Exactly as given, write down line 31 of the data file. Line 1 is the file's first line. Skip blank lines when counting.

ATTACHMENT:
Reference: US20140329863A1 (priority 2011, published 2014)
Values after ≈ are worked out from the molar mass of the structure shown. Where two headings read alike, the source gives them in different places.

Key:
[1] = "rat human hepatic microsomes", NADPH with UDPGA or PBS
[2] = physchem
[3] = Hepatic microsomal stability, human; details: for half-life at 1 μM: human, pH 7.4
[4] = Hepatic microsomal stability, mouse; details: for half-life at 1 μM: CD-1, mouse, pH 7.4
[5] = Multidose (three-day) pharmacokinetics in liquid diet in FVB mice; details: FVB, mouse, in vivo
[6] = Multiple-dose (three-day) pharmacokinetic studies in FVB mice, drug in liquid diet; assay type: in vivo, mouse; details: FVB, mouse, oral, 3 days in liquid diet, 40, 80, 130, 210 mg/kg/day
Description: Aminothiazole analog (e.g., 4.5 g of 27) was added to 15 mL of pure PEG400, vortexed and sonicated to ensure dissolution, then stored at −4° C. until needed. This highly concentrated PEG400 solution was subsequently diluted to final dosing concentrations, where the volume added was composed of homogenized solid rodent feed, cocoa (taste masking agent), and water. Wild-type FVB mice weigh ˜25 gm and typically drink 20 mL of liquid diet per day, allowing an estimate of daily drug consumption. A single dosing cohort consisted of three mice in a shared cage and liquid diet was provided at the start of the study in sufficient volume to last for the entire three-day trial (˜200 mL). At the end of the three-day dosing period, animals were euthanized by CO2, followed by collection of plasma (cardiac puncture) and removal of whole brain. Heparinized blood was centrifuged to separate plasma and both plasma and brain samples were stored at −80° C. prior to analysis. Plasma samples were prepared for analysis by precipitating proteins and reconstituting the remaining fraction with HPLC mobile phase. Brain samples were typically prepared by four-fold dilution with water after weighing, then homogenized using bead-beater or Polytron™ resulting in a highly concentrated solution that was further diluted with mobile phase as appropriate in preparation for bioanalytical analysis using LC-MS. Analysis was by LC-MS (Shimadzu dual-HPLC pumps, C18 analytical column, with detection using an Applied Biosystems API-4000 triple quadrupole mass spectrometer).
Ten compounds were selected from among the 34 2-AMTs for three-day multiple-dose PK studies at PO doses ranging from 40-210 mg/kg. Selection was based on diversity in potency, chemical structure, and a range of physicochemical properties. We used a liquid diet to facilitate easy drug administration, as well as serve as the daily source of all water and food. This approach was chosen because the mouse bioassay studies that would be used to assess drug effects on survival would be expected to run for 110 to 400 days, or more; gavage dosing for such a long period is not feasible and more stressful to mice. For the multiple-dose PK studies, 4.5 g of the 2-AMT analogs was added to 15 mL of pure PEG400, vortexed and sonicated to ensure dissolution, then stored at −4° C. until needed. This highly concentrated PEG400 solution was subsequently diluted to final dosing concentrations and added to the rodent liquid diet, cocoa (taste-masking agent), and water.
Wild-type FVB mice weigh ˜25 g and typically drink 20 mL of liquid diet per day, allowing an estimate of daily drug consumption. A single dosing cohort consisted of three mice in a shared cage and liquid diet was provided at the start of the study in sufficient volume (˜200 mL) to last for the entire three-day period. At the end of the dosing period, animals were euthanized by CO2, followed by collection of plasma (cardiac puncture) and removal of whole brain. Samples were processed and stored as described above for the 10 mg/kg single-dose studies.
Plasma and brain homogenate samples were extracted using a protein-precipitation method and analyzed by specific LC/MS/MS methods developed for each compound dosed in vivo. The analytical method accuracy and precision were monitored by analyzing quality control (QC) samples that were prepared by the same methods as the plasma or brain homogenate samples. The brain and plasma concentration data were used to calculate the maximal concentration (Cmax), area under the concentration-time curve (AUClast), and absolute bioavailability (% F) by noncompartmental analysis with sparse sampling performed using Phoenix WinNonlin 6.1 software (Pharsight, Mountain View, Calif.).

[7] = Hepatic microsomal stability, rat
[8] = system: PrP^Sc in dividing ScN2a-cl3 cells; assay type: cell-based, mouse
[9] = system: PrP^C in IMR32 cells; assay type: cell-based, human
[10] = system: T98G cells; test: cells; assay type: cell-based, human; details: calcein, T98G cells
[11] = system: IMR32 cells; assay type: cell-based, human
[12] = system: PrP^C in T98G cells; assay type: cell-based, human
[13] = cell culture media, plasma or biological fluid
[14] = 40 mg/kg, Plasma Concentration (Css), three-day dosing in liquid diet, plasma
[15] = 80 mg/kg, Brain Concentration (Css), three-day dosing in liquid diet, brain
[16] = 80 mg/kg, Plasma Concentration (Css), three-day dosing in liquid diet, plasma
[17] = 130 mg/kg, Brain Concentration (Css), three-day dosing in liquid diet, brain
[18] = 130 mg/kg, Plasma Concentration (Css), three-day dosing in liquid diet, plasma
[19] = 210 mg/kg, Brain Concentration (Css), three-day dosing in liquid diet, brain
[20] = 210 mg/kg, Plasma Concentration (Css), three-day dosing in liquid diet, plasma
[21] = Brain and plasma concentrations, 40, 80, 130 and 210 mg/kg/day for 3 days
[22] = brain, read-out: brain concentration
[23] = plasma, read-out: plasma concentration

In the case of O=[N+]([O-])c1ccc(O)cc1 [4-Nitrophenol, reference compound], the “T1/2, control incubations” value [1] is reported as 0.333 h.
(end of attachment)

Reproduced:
In the case of O=[N+]([O-])c1ccc(O)cc1 [4-Nitrophenol, reference compound], the “T1/2, control incubations” value [1] is reported as 0.333 h.